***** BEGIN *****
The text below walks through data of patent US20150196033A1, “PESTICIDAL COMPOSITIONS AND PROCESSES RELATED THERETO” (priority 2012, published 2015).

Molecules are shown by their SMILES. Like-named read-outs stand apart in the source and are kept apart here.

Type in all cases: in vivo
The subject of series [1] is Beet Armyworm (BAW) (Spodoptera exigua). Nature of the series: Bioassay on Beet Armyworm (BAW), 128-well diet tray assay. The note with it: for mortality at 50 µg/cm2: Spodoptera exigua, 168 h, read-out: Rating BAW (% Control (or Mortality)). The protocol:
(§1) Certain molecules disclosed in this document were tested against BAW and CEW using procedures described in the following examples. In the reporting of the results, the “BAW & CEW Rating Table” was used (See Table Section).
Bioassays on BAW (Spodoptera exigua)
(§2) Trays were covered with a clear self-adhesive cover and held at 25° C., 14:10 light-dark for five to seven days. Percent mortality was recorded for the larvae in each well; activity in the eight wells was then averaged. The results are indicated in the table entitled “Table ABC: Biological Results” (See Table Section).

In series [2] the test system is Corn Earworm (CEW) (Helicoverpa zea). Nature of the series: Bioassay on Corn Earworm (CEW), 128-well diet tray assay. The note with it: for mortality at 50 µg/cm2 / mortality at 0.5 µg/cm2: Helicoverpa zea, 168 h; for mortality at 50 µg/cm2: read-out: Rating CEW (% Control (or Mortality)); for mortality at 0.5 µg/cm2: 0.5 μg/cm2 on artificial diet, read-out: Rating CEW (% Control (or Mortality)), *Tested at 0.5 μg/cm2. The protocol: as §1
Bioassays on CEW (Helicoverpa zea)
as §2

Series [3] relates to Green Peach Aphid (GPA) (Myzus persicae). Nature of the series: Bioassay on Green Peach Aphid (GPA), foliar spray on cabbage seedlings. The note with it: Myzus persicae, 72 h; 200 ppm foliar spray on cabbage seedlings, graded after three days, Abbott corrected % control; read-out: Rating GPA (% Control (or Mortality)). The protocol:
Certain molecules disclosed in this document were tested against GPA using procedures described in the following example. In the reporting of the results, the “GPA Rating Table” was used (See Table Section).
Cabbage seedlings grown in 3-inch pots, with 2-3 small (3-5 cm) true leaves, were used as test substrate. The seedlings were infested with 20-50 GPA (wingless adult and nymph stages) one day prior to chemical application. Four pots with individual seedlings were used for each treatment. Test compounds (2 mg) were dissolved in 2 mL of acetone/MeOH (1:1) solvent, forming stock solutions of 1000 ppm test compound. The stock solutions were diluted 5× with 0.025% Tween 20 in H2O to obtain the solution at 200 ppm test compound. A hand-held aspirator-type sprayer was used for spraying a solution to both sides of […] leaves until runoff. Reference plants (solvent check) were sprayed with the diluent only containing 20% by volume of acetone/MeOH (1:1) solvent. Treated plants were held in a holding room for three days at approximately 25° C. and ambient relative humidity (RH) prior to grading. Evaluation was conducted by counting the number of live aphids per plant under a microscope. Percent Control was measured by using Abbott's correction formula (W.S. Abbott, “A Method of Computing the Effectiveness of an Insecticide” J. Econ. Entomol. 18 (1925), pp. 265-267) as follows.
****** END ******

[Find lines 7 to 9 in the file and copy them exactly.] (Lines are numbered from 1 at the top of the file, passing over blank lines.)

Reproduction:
(§2) Trays were covered with a clear self-adhesive cover and held at 25° C., 14:10 light-dark for five to seven days. Percent mortality was recorded for the larvae in each well; activity in the eight wells was then averaged. The results are indicated in the table entitled “Table ABC: Biological Results” (See Table Section).

In series [2] the test system is Corn Earworm (CEW) (Helicoverpa zea). Nature of the series: Bioassay on Corn Earworm (CEW), 128-well diet tray assay. The note with it: for mortality at 50 µg/cm2 / mortality at 0.5 µg/cm2: Helicoverpa zea, 168 h; for mortality at 50 µg/cm2: read-out: Rating CEW (% Control (or Mortality)); for mortality at 0.5 µg/cm2: 0.5 μg/cm2 on artificial diet, read-out: Rating CEW (% Control (or Mortality)), *Tested at 0.5 μg/cm2. The protocol: as §1
Bioassays on CEW (Helicoverpa zea)